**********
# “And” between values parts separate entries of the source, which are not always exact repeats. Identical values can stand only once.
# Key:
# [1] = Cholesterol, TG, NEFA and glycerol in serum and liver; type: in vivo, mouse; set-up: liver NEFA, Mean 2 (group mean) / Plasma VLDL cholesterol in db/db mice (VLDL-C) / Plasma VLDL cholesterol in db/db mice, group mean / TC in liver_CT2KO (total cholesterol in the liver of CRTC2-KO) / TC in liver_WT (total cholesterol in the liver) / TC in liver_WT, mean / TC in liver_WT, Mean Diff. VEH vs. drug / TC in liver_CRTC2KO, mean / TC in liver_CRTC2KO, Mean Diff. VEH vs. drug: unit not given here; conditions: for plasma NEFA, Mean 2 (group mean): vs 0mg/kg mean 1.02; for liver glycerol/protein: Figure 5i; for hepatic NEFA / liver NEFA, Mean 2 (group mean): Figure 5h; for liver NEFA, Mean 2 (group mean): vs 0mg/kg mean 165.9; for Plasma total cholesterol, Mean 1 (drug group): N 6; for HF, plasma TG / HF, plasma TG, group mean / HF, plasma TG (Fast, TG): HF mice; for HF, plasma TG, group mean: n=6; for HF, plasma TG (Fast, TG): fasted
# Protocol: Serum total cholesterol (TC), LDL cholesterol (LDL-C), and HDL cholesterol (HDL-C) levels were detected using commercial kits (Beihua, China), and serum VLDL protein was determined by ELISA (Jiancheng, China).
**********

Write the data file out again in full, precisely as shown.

# “And” between values parts separate entries of the source, which are not always exact repeats. Identical values can stand only once.
# Key:
# [1] = Cholesterol, TG, NEFA and glycerol in serum and liver; type: in vivo, mouse; set-up: liver NEFA, Mean 2 (group mean) / Plasma VLDL cholesterol in db/db mice (VLDL-C) / Plasma VLDL cholesterol in db/db mice, group mean / TC in liver_CT2KO (total cholesterol in the liver of CRTC2-KO) / TC in liver_WT (total cholesterol in the liver) / TC in liver_WT, mean / TC in liver_WT, Mean Diff. VEH vs. drug / TC in liver_CRTC2KO, mean / TC in liver_CRTC2KO, Mean Diff. VEH vs. drug: unit not given here; conditions: for plasma NEFA, Mean 2 (group mean): vs 0mg/kg mean 1.02; for liver glycerol/protein: Figure 5i; for hepatic NEFA / liver NEFA, Mean 2 (group mean): Figure 5h; for liver NEFA, Mean 2 (group mean): vs 0mg/kg mean 165.9; for Plasma total cholesterol, Mean 1 (drug group): N 6; for HF, plasma TG / HF, plasma TG, group mean / HF, plasma TG (Fast, TG): HF mice; for HF, plasma TG, group mean: n=6; for HF, plasma TG (Fast, TG): fasted
# Protocol: Serum total cholesterol (TC), LDL cholesterol (LDL-C), and HDL cholesterol (HDL-C) levels were detected using commercial kits (Beihua, China), and serum VLDL protein was determined by ELISA (Jiancheng, China).